Dental care an urgent need across all of New Hampshire
At one time in my 40-year nursing career, doctors were the only ones who could offer primary health care and complete medical procedures. Today, nurse practitioners and physician’s assistants provide routine care in doctor’s offices, community health centers, clinics, and hospitals. When changes like these were first proposed, there was a strong opposition and outcry from the medical profession.
But these professionals have proven themselves, providing good quality, efficient care that expands access to health care. And doctors agree. A similar care delivery model can improve our state’s oral health as well.
I have sponsored legislation that would authorize a new type of dental provider, called a Dental Hygiene Practitioner. I believe it will help close one of the gaps in our oral health care delivery system that bars its doors to many of our most vulnerable: children, seniors, and others with physical or financial barriers to routine dental care.
I am pleased that more than 20 diverse groups across the state support this legislation. They represent the young and the old, health care practitioners, businesses and people who are disabled. These groups know firsthand that too many are not getting the oral health care they need and that it is not good for our citizens, businesses or our state.
The organization representing dentists, however, has attacked the legislation and said it is unnecessary. Yet, one of the top reasons people seek hospital emergency room assistance in New Hampshire is for oral health-related complications. For the past ten years almost every community needs assessment ranks access to oral health as one of the top five needs. And, a study by the NH Hospital Association shows that two-thirds of NH hospitals cite access to care as the primary health need in their community – and rated availability of dental/oral health care as the top concern.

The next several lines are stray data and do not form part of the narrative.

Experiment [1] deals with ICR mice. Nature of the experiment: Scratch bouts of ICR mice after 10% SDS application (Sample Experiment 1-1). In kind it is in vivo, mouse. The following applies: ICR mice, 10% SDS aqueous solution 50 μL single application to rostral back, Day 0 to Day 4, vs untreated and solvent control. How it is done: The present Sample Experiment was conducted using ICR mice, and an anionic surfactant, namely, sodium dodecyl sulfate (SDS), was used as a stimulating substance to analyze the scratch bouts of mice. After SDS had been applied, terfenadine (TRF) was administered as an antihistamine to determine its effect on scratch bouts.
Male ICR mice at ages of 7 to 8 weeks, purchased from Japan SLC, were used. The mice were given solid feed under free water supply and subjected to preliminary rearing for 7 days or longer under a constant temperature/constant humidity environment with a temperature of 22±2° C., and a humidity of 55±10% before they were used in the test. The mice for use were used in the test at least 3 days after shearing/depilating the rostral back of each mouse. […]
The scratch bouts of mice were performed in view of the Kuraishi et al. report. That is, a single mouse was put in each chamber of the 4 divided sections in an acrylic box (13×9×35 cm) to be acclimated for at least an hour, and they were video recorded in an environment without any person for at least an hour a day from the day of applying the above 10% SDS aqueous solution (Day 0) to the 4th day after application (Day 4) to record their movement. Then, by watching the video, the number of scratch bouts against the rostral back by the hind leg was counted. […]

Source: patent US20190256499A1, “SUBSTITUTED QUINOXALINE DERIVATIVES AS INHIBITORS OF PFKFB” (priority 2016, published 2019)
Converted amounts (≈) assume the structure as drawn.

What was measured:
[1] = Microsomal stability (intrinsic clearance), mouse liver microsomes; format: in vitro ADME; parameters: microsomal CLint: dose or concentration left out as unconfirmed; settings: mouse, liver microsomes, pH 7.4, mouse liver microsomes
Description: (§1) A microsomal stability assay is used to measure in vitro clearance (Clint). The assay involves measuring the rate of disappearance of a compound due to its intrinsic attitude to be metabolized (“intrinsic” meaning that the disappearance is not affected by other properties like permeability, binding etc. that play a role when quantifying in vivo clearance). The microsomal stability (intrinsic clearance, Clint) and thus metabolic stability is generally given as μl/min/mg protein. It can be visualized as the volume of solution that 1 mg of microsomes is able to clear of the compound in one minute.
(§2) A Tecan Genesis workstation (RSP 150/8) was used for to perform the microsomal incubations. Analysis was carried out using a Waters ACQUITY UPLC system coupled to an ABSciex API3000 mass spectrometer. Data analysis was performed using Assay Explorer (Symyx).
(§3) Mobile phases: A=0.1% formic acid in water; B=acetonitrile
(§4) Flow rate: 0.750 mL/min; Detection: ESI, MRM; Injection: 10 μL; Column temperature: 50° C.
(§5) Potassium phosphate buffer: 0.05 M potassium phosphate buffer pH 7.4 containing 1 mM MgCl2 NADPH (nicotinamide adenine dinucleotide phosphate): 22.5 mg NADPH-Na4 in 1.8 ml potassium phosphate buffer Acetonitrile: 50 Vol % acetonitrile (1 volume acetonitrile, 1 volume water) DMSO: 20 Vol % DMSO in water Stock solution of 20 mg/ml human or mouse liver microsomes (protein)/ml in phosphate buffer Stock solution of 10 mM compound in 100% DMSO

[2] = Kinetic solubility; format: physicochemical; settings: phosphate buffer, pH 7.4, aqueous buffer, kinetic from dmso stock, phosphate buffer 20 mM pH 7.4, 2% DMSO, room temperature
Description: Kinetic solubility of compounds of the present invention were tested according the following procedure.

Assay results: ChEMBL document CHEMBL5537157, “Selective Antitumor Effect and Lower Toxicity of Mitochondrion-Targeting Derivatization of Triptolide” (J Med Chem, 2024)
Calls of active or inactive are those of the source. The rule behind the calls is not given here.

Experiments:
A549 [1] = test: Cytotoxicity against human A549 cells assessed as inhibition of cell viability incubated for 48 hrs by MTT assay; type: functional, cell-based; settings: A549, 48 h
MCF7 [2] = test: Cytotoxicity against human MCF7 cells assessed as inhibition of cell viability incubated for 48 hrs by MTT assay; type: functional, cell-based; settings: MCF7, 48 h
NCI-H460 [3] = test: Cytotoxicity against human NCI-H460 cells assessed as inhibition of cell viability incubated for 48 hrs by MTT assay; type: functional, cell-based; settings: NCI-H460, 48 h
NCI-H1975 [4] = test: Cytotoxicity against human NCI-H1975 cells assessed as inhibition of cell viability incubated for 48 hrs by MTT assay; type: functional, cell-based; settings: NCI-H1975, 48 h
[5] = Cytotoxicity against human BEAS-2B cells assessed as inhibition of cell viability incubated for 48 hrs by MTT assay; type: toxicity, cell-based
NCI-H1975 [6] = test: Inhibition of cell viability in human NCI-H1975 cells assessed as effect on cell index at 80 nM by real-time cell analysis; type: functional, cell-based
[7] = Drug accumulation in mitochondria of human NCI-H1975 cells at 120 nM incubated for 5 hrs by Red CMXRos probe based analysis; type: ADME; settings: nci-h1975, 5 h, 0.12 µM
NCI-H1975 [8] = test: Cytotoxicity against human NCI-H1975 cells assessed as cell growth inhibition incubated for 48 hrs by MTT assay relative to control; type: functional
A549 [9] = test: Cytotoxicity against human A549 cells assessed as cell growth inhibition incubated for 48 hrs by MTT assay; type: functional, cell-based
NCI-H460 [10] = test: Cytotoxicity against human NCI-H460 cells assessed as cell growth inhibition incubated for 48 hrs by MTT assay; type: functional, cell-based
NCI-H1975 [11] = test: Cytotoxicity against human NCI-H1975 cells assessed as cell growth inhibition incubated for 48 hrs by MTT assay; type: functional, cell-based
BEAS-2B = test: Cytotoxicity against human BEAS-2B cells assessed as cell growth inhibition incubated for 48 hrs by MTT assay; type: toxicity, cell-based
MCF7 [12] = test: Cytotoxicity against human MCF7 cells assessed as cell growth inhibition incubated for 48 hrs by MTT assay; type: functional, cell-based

Some may say access to dental care is a regional issue and that it only impacts those in the North Country or the western part of our state. I strongly disagree as do many statewide organizations supporting this bill. The issue of changing the dental delivery system is an everywhere problem. I have met and talked with Dental Clinics, Harbor Homes of Nashua and Community Health Centers.
They all say the need exists. So, I submit, let’s solve this access problem the New Hampshire way, and empower dentists with the opportunity to employ a mid-level practitioner similar to those already practicing in two states and many countries. Currently, Maine, Vermont, Massachusetts, and 10 other states are considering similar legislation.
To be clear, this is not a legislative mandate being forced on an industry. And, this is not a silver bullet. But if the Dental Hygiene Association of NH knows it will increase access and create jobs, if EngAging NH sees that this will help seniors in our state and the Business and Industry Association understands it important to promoting a strong workforce, I believe we owe it to them and to the people who need care, to pass this legislation. Rest assured, no one is ordering a dentist to incorporate a new provider into his or her practice. The market can dictate this provider. If a dentist does not want a dental hygiene practitioner than they don’t have to hire one.
The legislation that is currently proposed, SB 193, clearly requires that the dentist supervise and control the scope of practice within our their own parameters.
As our health care delivery system changes and the role of practitioners change along with it, it should be our goal to provide more care in a cost effective and safe manner. Yes, the State of New Hampshire has made great strides in oral health care, and I know that many dentists and practitioners volunteer and give free and reduced care, but there are still too many in our state who do not get the care they need. Everyone in the Granite State deserves an opportunity for a bright and confident smile.
Peggy Gilmore, a Democrat, represents Senate District 12, which includes New Ipswich, Rindge, Greenville and Mason.